Method for inhibiting tumour growth enzyme discovered
A new study has found a novel way to target an enzyme involved in cancer growth, which could inform therapeutics for the condition.
Researchers have identified a new way to inhibit an enzyme involved in cancer, which may avoid the toxicity of previous approaches. The enzyme ribonucleotide reductase acts as a bottleneck for tumour growth. According to the study’s authors, the findings could inform focused drug delivery efforts.
The investigation was conducted by researchers from Winship Cancer Institute of Emory University, Atlanta.
Ribonucleotide reductase is vital for cancer growth as it converts RNA ribonucleotides into DNA building blocks. Several chemotherapy drugs inhibit ribonucleotide reductase through a different mechanism.
The researchers found that RRM2, one of ribonucleotide reductase’s two sections, is regulated by a tag called acetylation. They also identified another enzyme called Kat7 that adds that same tag. At a particular site, acetylation inactivates RRM2 by preventing the individual molecules from pairing up.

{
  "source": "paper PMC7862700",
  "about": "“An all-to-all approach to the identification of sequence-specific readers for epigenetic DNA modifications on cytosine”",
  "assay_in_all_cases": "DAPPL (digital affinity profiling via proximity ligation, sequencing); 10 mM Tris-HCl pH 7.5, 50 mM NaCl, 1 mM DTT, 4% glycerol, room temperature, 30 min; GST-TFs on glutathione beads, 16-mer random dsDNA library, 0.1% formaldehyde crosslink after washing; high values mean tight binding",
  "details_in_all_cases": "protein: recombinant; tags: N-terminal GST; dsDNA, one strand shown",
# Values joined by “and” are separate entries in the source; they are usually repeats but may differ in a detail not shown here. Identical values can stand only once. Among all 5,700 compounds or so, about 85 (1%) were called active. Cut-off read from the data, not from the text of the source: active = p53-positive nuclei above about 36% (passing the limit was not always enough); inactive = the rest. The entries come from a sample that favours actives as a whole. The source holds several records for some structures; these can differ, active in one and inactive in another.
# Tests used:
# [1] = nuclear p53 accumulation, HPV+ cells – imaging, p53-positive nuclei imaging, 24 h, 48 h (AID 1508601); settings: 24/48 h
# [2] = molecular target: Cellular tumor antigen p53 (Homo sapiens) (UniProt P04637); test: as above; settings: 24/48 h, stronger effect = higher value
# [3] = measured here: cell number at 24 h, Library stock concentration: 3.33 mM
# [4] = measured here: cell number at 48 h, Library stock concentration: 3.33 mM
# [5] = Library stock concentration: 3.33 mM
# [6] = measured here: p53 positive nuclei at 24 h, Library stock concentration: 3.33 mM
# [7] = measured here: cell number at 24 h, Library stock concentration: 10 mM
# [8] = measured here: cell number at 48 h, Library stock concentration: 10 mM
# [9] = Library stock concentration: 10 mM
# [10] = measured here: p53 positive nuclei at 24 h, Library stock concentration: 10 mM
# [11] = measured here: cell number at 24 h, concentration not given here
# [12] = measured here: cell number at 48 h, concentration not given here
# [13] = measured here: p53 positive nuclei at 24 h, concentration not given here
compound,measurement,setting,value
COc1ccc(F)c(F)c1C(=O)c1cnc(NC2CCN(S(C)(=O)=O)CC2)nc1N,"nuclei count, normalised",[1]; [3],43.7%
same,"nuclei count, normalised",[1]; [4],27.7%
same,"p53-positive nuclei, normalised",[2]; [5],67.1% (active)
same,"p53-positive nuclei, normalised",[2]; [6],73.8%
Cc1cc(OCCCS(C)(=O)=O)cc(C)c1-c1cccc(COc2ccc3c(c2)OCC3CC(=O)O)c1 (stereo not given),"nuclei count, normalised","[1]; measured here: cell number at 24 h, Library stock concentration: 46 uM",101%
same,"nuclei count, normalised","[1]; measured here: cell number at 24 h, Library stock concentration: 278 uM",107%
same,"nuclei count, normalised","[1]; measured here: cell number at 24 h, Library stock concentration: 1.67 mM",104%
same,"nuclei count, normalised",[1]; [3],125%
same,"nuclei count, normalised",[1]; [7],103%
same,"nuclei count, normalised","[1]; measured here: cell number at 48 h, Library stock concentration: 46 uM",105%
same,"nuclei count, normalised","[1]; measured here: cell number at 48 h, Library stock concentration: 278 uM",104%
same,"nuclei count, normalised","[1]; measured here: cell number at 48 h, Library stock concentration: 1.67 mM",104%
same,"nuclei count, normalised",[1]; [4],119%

“Based on our findings, we will develop novel anticancer agents that inhibit ribonucleotide reductase activity by directly regulating RRM2 acetylation in cancer cells,” says Xingming Deng, lead researcher.
In addition, the team observed that Sirt2, an enzyme that removes acetylation from RRM2 and activates it, is more abundant in samples from lung cancer patients. The team suggest that Sirt2 could be a prognostic biomarker for lung cancer.
The results were published in Nature Communications.